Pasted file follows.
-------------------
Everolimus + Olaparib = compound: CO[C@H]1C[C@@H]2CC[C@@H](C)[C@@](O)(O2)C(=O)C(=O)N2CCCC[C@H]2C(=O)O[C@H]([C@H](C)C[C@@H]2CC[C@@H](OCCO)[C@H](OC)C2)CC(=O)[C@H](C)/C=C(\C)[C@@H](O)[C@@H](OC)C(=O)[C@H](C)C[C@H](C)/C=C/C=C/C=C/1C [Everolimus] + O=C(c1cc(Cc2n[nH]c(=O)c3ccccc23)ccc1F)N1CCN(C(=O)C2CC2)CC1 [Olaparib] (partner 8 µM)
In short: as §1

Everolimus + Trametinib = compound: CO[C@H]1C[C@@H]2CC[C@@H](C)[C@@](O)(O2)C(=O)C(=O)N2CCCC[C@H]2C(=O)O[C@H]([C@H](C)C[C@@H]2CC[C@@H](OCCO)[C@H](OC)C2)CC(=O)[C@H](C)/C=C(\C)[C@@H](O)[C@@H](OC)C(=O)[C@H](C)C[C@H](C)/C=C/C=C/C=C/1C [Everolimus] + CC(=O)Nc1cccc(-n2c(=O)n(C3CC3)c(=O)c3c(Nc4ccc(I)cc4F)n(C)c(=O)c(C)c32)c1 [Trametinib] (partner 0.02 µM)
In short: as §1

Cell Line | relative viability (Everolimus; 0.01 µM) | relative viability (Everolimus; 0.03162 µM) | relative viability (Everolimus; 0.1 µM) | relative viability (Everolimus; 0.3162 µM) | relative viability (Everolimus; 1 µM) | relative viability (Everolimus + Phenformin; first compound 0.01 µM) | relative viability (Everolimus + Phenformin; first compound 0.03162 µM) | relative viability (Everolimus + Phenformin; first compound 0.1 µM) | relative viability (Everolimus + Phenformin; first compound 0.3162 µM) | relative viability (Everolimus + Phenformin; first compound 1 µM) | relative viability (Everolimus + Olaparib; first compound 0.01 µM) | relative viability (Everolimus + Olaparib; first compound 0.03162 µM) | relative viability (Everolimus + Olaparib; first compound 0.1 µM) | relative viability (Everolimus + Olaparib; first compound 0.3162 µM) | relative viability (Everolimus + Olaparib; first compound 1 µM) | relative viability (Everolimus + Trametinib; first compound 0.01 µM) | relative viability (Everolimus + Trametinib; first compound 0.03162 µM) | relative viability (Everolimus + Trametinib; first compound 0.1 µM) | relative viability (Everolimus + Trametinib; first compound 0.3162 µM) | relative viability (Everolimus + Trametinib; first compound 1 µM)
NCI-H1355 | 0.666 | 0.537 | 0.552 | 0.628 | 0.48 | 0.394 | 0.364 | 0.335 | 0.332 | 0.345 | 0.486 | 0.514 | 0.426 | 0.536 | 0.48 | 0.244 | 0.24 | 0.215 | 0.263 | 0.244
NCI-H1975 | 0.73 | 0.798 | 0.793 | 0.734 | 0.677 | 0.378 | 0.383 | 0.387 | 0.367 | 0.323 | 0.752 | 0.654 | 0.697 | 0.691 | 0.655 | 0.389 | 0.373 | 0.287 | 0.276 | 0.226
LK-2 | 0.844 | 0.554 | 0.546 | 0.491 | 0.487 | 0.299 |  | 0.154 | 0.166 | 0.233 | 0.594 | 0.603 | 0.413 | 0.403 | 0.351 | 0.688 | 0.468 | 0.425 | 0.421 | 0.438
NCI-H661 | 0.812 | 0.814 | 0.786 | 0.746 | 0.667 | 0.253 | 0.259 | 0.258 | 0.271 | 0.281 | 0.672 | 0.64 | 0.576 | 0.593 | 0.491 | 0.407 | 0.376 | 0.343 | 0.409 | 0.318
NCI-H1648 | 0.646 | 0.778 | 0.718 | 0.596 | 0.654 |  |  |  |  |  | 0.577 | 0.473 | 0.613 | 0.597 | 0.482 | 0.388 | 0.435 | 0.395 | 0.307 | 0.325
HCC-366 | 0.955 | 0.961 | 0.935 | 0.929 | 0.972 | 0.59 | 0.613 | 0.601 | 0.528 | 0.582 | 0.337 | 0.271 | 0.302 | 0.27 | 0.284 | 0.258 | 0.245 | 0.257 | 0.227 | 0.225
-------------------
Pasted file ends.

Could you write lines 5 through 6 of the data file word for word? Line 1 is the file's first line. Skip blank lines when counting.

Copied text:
Cell Line | relative viability (Everolimus; 0.01 µM) | relative viability (Everolimus; 0.03162 µM) | relative viability (Everolimus; 0.1 µM) | relative viability (Everolimus; 0.3162 µM) | relative viability (Everolimus; 1 µM) | relative viability (Everolimus + Phenformin; first compound 0.01 µM) | relative viability (Everolimus + Phenformin; first compound 0.03162 µM) | relative viability (Everolimus + Phenformin; first compound 0.1 µM) | relative viability (Everolimus + Phenformin; first compound 0.3162 µM) | relative viability (Everolimus + Phenformin; first compound 1 µM) | relative viability (Everolimus + Olaparib; first compound 0.01 µM) | relative viability (Everolimus + Olaparib; first compound 0.03162 µM) | relative viability (Everolimus + Olaparib; first compound 0.1 µM) | relative viability (Everolimus + Olaparib; first compound 0.3162 µM) | relative viability (Everolimus + Olaparib; first compound 1 µM) | relative viability (Everolimus + Trametinib; first compound 0.01 µM) | relative viability (Everolimus + Trametinib; first compound 0.03162 µM) | relative viability (Everolimus + Trametinib; first compound 0.1 µM) | relative viability (Everolimus + Trametinib; first compound 0.3162 µM) | relative viability (Everolimus + Trametinib; first compound 1 µM)
NCI-H1355 | 0.666 | 0.537 | 0.552 | 0.628 | 0.48 | 0.394 | 0.364 | 0.335 | 0.332 | 0.345 | 0.486 | 0.514 | 0.426 | 0.536 | 0.48 | 0.244 | 0.24 | 0.215 | 0.263 | 0.244